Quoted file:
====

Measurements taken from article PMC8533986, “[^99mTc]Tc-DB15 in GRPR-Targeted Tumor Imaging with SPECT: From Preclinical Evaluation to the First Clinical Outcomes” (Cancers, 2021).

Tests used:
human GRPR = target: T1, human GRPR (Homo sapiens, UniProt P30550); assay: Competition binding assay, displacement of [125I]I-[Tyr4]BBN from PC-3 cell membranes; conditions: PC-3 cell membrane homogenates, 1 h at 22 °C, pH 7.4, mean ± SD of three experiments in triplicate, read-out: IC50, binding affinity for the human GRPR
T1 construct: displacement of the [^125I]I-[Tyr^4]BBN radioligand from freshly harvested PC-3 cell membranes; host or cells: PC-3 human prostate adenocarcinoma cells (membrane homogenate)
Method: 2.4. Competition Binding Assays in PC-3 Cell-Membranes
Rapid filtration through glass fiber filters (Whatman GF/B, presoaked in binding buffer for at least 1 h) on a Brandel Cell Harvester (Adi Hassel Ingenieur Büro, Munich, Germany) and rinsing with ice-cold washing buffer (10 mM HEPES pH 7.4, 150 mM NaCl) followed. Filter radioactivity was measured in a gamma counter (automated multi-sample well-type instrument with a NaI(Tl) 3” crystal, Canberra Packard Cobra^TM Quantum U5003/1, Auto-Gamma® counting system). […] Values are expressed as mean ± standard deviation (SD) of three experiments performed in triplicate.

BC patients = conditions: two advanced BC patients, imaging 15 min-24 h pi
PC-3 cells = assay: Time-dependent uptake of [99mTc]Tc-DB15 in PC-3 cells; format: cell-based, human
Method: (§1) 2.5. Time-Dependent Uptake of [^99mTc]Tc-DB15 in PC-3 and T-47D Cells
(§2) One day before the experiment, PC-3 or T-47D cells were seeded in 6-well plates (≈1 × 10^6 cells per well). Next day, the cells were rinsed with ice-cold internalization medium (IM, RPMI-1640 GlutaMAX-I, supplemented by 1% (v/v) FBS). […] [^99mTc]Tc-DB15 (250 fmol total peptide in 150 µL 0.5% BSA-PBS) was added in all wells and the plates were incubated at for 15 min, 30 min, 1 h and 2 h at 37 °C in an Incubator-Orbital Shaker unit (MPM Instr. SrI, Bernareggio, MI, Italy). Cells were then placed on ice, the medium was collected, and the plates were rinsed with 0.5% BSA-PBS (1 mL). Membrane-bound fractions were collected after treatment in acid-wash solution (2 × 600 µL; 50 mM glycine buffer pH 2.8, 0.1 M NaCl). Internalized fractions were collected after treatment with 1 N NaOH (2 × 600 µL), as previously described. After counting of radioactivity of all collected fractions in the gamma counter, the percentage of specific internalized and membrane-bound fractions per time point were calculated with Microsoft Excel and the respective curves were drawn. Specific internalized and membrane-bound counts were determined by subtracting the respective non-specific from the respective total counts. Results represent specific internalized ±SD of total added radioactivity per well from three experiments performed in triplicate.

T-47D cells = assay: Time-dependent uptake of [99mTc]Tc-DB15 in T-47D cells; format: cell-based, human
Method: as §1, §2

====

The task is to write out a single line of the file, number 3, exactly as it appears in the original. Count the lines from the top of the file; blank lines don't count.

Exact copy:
human GRPR = target: T1, human GRPR (Homo sapiens, UniProt P30550); assay: Competition binding assay, displacement of [125I]I-[Tyr4]BBN from PC-3 cell membranes; conditions: PC-3 cell membrane homogenates, 1 h at 22 °C, pH 7.4, mean ± SD of three experiments in triplicate, read-out: IC50, binding affinity for the human GRPR